So a while back those crazy kids at if:book Australia were running this remix project called Lost in Track Changes where five writers were asked to write something and then also remix or respond to the things the other five writers wrote.
They also ran a little side-project called Open Changes where Emily Craven from if:book wrote a thing and then anyone who wanted to could remix it and submit it in the comments on that story. The best four things would then be posted online to be used as prompts in the following week by anyone who wanted to join in, and then the best four of those things would be used as prompts in the following week, and so on for eight weeks.
Anyway, long story short: I wrote a thing for Open Changes in the last week of the project, and it got picked. Given that there was no week nine, it didn’t get posted and remixed, but it did get included in the final iteration of Open Changes, which was a big-arse poster that featured the things that all the successful writers wrote, all designed to look like a tree and shit.
No, really – check it out:
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I’ll let Mr Morrison be after this, I promise, but I just wanted to get a few things off my chest. This comic is so heavy with references to 1986’s seminal game-changing Watchmen that it’s hard to see anything else in it, including plot or character. Basically you’ve got the superhero characters that DC Comics wouldn’t let Alan Moore use in Watchmen mimicking the plot of Watchmen by effectively taking the place of the characters Alan Moore ended up using instead, as though Moore had actually been allowed to use those proscribed characters in the first place. Which is neat in an easter-eggy kind of way except that 1) the comic they’re referencing is 28 years old and 2) Watchmen has loomed so large in contemporary superhero comics for so long that pretty much anything interesting that could have been said about it has already been said.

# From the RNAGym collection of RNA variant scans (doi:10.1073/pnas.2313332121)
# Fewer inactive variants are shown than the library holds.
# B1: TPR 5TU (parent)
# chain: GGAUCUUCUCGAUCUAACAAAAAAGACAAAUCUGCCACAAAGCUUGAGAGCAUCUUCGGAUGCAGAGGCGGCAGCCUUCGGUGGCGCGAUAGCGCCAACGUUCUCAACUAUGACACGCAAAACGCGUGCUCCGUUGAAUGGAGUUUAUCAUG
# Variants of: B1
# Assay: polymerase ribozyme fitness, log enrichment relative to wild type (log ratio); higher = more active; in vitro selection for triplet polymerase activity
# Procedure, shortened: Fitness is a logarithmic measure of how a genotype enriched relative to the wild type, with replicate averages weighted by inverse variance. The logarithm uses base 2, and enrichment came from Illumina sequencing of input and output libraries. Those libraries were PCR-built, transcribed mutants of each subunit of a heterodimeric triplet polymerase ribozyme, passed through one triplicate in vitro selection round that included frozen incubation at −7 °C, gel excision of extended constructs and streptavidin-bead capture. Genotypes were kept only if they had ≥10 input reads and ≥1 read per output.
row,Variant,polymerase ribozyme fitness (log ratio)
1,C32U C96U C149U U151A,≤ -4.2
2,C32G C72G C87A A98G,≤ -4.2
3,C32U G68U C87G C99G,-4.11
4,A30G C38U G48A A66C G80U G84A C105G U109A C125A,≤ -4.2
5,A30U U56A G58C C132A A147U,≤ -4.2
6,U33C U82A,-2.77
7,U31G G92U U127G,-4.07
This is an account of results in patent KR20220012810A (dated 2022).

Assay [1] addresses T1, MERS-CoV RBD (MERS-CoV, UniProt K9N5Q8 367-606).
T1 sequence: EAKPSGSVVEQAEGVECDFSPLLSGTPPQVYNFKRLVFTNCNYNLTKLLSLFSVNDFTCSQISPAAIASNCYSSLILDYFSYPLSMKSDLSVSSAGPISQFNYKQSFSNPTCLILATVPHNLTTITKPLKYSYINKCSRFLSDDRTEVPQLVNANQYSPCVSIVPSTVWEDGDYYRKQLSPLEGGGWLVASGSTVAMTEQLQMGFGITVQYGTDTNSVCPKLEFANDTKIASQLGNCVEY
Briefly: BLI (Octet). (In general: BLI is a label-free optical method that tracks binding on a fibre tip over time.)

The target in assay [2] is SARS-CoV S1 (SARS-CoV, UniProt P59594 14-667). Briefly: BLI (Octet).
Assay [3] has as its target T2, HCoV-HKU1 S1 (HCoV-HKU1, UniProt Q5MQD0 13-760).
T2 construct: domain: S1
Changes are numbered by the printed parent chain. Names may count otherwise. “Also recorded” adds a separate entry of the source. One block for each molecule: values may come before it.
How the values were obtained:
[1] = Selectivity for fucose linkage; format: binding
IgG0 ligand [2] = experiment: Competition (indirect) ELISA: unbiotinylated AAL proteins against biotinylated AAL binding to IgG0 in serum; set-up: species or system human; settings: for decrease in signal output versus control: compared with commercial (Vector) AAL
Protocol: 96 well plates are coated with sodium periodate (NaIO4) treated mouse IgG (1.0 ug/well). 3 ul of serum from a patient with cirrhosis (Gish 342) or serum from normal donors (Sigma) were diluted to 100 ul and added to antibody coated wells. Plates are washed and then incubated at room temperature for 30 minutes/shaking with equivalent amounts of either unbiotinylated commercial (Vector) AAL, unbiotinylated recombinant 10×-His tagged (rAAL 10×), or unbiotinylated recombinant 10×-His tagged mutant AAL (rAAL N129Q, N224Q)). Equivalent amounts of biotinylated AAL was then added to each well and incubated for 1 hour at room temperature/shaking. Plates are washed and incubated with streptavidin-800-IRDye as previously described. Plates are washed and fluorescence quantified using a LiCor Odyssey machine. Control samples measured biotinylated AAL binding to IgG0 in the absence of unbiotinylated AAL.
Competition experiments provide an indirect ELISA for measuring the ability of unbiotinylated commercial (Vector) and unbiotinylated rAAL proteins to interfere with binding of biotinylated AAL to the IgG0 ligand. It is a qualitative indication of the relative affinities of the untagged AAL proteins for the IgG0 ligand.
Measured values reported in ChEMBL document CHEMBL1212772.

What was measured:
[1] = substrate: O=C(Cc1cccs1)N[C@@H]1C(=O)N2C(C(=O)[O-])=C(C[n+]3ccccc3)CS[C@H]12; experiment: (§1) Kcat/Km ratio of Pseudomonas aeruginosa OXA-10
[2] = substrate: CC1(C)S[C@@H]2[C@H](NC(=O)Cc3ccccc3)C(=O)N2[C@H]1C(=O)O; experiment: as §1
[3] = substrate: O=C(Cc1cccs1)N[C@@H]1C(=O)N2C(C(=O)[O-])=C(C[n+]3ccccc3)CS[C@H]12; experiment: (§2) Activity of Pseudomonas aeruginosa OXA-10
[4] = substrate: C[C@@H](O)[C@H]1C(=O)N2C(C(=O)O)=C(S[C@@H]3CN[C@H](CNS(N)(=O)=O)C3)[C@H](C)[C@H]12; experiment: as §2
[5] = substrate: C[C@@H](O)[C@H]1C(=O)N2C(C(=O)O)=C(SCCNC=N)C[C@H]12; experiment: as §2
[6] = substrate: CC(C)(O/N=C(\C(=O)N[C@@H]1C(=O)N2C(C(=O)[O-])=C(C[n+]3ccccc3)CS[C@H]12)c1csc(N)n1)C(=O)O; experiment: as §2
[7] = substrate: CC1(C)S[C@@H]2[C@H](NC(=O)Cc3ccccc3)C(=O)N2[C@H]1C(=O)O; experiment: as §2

Outside the Watchmen references there’s not much else going on of interest: a lot of heavy-handed symbolism (a bazillion references to infinity and the number eight that include the layout of the comic itself), characters who know they’re in a comic (something Morrison drops into almost everything he writes, but which he doesn’t actually ever do anything with), a staccato arrangement of scenes that resemble a narrative, and parallel monologues that vaguely resemble dialogue, overlaid with a brusque cynicism and casual approach to violence that comes across as just plain mean or cruel, especially for a writer who has in the past made arguments for superheroes as moral compasses and comics as living worlds.